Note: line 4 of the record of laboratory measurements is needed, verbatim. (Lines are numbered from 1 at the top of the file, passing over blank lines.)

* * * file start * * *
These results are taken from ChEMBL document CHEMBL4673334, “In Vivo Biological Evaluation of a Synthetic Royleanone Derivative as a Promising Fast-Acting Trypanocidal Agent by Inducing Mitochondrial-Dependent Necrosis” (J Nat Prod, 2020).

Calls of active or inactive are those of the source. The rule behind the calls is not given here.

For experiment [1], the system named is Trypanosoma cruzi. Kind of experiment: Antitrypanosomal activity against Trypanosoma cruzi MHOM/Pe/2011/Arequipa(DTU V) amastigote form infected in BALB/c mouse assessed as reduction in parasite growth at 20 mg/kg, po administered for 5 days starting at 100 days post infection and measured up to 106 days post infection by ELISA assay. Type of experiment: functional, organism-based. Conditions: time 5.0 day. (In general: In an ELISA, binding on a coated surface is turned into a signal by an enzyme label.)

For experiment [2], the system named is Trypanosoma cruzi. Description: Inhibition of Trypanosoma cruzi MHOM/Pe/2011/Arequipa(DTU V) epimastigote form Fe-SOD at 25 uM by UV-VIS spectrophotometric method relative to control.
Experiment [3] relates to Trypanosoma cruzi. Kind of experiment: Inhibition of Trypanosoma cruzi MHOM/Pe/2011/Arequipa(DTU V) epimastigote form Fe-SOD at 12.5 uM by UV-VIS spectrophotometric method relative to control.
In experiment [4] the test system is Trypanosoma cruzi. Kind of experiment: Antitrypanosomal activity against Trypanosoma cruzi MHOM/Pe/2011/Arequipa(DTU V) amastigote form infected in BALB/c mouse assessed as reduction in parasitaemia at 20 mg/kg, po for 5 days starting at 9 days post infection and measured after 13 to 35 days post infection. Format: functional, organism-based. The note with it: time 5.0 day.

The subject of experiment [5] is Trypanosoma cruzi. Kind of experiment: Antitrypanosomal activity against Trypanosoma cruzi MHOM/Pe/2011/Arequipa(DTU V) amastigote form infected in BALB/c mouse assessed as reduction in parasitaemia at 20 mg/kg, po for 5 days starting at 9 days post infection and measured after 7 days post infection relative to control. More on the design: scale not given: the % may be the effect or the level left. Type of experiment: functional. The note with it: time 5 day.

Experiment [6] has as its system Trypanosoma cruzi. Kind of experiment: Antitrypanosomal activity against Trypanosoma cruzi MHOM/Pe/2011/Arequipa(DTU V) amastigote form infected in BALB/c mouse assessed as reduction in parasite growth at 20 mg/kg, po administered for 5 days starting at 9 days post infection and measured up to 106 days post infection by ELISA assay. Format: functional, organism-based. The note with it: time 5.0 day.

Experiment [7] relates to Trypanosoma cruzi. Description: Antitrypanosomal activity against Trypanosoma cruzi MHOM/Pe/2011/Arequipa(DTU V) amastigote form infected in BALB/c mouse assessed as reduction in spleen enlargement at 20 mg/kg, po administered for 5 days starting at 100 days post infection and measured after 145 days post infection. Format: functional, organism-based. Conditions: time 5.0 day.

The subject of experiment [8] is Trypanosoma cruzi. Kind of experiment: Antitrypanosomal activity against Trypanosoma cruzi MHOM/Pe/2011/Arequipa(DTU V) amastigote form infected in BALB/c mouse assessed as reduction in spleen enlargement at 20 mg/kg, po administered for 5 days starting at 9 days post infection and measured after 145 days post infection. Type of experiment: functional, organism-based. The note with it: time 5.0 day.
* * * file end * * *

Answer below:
For experiment [2], the system named is Trypanosoma cruzi. Description: Inhibition of Trypanosoma cruzi MHOM/Pe/2011/Arequipa(DTU V) epimastigote form Fe-SOD at 25 uM by UV-VIS spectrophotometric method relative to control.